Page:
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News from the American College of Surgeons
2017 Clinical Congress 
October 22-26, 2017

Sally Garneski
Dan Hamilton

Pilot Study Is the First to Show that Fluorescent Imaging Technique with the Antibody Cetuximab Can Be Used Safely in Patients with Glioblastoma

The imaging technique may allow surgeons to find and remove cancer more extensively during brain surgery.

SAN DIEGO (Wednesday, October 25, 9:30 am PDT): In its first test in humans, the antibody cetuximab proved to be safe and feasible for infrared fluorescent imaging of tumors during brain surgery. The study is the first to show that the antibody-based infrared fluorescent imaging can specifically distinguish cancer from normal tissue in patients with glioblastoma. Findings from this pilot study of several patients were presented at the American College of Surgeons Clinical Congress 2017.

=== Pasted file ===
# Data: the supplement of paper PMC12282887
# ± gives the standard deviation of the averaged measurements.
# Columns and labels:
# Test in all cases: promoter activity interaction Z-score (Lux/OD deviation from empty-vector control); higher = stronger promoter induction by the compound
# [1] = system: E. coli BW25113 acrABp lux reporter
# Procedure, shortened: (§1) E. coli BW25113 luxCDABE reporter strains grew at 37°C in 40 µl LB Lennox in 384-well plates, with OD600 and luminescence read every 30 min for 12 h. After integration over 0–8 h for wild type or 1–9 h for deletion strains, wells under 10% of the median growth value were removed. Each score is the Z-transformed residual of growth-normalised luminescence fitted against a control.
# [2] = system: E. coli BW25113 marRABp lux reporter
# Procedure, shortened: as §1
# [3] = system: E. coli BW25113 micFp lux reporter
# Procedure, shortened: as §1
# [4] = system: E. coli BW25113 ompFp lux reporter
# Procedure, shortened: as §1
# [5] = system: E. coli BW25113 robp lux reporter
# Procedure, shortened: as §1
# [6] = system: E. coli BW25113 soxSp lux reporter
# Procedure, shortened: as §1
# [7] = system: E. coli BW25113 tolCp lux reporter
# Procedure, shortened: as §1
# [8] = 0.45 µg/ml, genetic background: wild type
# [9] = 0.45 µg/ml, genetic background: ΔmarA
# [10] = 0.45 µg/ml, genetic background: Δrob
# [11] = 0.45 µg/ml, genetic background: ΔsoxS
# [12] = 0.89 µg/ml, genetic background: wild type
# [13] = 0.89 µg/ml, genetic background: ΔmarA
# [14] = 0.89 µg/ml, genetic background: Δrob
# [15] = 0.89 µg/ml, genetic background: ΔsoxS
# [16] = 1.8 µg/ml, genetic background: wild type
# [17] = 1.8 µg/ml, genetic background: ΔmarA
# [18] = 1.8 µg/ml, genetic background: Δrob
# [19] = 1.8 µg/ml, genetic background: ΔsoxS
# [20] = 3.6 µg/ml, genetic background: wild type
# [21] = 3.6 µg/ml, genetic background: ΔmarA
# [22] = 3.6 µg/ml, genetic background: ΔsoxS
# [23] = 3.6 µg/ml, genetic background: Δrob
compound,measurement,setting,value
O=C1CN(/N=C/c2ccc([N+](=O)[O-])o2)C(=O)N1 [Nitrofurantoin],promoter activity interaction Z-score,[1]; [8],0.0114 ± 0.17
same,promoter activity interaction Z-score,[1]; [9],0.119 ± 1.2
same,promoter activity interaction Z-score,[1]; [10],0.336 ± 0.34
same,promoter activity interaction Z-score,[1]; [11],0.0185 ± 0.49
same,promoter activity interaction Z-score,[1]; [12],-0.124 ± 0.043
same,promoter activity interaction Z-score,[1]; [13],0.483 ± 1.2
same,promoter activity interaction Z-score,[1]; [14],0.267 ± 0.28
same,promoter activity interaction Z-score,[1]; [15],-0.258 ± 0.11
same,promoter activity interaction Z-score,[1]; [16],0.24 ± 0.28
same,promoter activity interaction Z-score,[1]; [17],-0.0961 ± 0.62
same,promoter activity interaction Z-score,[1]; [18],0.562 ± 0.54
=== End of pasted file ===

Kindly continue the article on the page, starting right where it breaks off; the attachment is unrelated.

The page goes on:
Infrared fluorescent imaging is often used to map lymphatic and blood flow in patients during surgery. In this setting, use of the fluorescent molecule attached to an antibody can specifically target cancer cells and makes them visible when illuminated by a camera during an operation.

Cetuximab is a monoclonal antibody that binds to epidermal growth factor receptor (EGFR), a protein that appears on the surfaces of cancer cells at abnormally high levels. Because of its ability to inhibit EGFR, the antibody has been approved by the U.S. Food and Drug Administration for the treatment of head and neck primary cancer and colorectal metastases.

For the current study, investigators from Stanford University School of Medicine, Stanford, Calif., tested the ability of infrared fluorescent imaging using fluorescently labeled cetuximab to identify cancerous tissue in three patients undergoing an operation to remove a glioblastoma tumor, the most common malignant brain tumor in adults. It is an aggressive and often fatal brain tumor. Maximal surgical resection of glioblastoma is complicated by the diffuse, invasive nature of the tumors.*